David Ríos tells us about investigating the movement of aquatic animals using telemetry technology and the new Methods article ‘Inferring individual fate from aquatic acoustic telemetry data’.

Photo by Carla Freitas

Aquatic animal telemetry has revolutionized our understanding of the behaviour of aquatic animals. One of the important advantages of telemetry methods, including acoustic telemetry, is that they provide information at the individual level. This is very relevant because it enables investigating the natural variability in behaviour within populations (like here or here), but also because one can investigate what happens to each individual animal and relate it to its natural behaviour. Knowing “what happens to each individual” is normally referred to as “fate” and it can take many forms: some fish may end-up eaten by predators, other may be fished, some of them may disperse, etc. Knowing the fate of each individual fish is crucial as it links ecological processes at the individual level to evolutionary outcomes at the population level.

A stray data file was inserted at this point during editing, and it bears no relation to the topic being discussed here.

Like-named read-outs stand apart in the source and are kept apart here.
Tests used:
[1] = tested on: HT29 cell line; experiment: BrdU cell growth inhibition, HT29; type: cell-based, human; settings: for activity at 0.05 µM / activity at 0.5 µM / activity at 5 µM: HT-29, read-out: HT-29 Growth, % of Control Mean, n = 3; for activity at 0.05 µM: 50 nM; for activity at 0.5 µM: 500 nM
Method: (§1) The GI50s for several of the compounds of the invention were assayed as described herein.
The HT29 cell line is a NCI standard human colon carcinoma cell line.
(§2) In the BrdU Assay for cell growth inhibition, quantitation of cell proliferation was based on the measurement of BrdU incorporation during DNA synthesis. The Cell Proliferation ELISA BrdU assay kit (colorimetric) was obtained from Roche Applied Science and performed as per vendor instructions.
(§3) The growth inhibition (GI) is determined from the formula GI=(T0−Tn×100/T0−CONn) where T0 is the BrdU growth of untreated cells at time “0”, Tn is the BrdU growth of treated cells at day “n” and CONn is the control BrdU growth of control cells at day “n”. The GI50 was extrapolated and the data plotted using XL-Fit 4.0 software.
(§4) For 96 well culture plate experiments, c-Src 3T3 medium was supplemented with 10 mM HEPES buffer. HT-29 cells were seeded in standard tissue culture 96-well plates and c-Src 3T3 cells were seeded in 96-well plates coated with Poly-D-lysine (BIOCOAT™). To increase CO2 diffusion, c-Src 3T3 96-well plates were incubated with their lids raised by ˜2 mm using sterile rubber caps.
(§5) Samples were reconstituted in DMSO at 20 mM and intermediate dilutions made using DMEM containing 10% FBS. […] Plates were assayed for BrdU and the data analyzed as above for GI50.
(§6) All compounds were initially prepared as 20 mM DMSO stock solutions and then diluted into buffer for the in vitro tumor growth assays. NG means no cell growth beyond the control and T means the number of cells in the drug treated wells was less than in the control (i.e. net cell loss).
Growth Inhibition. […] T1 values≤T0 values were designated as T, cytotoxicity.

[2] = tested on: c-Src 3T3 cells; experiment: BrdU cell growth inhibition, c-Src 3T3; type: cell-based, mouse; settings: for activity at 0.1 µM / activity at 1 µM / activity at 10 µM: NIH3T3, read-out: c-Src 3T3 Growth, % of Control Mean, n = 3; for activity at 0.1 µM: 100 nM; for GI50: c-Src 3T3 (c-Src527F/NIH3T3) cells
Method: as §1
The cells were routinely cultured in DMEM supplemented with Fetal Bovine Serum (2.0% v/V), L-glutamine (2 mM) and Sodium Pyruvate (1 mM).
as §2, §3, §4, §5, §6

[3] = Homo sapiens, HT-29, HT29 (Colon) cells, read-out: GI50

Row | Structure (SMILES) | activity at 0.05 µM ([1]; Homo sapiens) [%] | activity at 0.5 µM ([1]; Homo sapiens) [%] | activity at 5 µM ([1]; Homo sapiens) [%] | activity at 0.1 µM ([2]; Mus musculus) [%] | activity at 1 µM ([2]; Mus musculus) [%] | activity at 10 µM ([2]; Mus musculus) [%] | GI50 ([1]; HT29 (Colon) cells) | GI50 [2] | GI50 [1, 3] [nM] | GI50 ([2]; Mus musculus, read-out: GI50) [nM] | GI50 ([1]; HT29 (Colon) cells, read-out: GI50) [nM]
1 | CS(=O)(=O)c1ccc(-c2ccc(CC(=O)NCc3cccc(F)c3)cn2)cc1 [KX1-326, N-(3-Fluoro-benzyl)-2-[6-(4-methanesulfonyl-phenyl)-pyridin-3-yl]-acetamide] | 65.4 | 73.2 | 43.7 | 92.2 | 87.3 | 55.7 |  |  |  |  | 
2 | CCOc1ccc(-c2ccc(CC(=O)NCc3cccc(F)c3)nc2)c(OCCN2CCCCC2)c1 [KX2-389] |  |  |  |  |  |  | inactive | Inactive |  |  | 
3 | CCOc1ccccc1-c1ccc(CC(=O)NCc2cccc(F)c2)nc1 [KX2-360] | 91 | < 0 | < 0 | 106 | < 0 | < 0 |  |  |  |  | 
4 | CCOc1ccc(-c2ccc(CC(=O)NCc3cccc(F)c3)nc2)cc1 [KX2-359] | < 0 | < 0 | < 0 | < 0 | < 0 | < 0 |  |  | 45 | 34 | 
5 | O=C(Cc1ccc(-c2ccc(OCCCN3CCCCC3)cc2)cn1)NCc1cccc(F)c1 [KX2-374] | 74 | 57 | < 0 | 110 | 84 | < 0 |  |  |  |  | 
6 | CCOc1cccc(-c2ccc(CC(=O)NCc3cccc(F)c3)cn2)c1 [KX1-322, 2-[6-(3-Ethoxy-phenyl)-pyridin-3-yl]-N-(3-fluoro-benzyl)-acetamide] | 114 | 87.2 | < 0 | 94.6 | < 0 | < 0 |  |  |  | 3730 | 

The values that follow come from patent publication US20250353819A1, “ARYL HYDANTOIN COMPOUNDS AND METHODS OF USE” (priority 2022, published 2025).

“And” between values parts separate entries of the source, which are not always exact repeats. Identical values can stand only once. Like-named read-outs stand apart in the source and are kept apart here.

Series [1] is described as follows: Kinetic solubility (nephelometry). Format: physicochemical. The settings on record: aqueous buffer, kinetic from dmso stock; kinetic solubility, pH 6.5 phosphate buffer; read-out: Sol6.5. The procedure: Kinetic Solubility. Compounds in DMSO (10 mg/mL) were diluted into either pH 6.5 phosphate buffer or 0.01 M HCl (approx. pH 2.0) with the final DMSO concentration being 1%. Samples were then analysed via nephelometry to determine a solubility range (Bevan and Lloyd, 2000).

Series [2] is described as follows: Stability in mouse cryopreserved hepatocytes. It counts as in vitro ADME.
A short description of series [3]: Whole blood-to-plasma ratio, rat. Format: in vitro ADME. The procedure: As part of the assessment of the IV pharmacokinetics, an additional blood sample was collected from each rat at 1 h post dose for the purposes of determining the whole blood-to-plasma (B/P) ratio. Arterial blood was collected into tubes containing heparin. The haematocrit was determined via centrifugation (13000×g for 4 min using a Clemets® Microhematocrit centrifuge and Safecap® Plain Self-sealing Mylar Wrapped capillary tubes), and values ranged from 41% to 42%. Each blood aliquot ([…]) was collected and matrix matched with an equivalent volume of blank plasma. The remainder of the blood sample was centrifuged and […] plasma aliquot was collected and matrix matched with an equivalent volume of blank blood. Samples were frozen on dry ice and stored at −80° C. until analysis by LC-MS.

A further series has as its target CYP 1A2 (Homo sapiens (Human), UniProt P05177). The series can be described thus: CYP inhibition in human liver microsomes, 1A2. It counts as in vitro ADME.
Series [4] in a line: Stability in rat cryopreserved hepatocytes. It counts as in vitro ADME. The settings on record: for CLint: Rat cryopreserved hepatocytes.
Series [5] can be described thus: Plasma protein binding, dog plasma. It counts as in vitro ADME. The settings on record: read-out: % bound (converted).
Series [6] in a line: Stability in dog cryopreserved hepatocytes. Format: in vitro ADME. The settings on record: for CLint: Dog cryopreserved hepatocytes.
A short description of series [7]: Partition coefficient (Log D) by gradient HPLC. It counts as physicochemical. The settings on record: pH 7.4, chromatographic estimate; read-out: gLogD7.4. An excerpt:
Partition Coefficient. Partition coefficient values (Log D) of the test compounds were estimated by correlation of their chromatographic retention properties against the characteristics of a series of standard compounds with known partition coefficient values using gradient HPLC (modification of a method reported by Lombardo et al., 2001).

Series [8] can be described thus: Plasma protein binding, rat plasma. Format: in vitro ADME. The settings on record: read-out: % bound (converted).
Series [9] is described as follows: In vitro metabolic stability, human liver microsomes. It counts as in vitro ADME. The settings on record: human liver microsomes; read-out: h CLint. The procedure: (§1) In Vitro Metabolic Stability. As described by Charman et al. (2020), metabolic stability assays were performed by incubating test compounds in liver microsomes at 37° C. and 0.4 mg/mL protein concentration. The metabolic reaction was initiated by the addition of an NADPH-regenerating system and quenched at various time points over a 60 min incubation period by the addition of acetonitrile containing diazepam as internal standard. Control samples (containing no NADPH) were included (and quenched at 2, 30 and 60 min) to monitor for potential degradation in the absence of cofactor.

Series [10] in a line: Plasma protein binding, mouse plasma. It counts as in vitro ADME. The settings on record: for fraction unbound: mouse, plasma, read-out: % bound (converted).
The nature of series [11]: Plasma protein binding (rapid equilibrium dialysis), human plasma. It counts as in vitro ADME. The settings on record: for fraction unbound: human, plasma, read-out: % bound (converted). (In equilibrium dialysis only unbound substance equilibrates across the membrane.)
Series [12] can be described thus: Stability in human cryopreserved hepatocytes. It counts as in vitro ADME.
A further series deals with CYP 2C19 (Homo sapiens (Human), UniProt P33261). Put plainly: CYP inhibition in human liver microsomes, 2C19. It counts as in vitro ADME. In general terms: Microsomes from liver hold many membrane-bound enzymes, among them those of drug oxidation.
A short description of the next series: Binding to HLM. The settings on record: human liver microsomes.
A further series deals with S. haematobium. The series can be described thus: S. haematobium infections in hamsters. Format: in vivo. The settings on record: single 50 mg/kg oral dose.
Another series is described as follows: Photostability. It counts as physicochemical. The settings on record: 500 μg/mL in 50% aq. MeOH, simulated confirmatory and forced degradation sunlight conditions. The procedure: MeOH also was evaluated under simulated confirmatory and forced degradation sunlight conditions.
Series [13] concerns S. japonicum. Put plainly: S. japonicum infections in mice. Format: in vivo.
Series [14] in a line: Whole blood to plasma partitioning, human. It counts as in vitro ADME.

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10th Anniversary Volume 6: Remote Sensing Editor’s Choice

To celebrate our 10th Anniversary, we are highlighting a key article from each of our volumes. For Volume 6, we selected Nondestructive estimates of above‐ground biomass using terrestrial laser scanning by Calders et al. (2014).